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Photo by Taylor P.

Photo by Taylor P.

Watercourse Crossing Inspections

Denis D., Project Manager - Environmental Assessment Services

Alberta’s network of roads and rail lines cross numerous watercourses throughout the province. The watercourse crossings require annual inspection by disposition owners. Historically, these inspections were completed by disposition owners and remediated appropriately, where required. The inspection findings were submitted to the appropriate regulatory agency. If a regulatory audit deemed a watercourse crossing non-compliant, a reactive approach was enacted, whereby regulatory agencies would require disposition owners to remediate the crossing immediately. This historical regulatory approach has not been highly supportive by either the regulators nor the disposition owners to effectively remediate non-compliant crossings.

The Government of Alberta developed a new regulatory strategy in 2015 entitled theRoadway Watercourse Crossing Remediation Directive. This Directive takes a pro-active watershed-based approach using a model to prioritize which non-compliant crossings require immediate attention. The prioritizing of non-compliant crossings is based on a risk assessment for the crossings within the watershed. Parameters used for prioritizing non-compliant watercourse crossings include whether the watercourse has the potential to be fish-bearing, the crossing’s structural integrity, and erosion potential or occurrence at the crossing location. A large focus of the watershed-based approach is to improve crossing structures which may impede fish passage and fragment fish habitat. By participating in this Directive, some watercourse crossings that are deemed non-compliant may not require immediate remediation, as efforts may be focused at other crossings within the watershed deemed a higher priority. This in turn provides disposition owners time to plan and prepare for future maintenance costs of their crossing infrastructure. As stated in this Directive “Participation in this new regulatory strategy creates a cooperative approach to planning remediation priorities between crossing owners and regulators”. Disposition owners that do not participate in this collaborative approach are subject to the historical regulatory compliance regime, where crossing owners will be required to take immediate corrective action for identified non-compliant crossings.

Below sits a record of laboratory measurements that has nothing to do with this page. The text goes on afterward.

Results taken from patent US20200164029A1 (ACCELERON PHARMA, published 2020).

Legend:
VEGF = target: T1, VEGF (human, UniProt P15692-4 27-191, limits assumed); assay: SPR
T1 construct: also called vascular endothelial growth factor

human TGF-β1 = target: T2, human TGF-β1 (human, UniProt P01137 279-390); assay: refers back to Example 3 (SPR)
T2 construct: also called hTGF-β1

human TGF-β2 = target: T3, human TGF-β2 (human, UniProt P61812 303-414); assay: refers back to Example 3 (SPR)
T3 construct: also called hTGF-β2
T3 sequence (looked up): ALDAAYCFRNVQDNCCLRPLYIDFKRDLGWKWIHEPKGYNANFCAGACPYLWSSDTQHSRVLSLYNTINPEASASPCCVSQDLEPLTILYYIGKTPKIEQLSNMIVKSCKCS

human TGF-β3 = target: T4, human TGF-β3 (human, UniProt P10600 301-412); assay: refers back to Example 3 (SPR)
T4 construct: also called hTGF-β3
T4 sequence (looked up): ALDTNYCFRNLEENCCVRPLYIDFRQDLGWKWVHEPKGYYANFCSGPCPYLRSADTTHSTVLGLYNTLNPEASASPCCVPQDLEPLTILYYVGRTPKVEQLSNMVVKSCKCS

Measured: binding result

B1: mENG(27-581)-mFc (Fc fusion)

For a watershed-based approach using a model to identify and prioritize crossing remediation, the model is sensitive to the data being inputted. Having personnel on the “same page” when completing watercourse crossing inspections is a critical component in this new approach. Qualified third-party service providers that have completed the necessary training and calibration sessions in collaboration with the regulatory agencies is a required component to participate in this new Directive. Summit personnel have completed the required training and calibration sessions, working collaboratively with industry and regulatory agencies to support a big picture goal of watershed conservation and management. Summit looks forward to assisting disposition owners with their crossing inspections for inclusion in this pro-active watershed-based approach with respect to non-compliant crossings. For more information on this topic, please contact Denis at  


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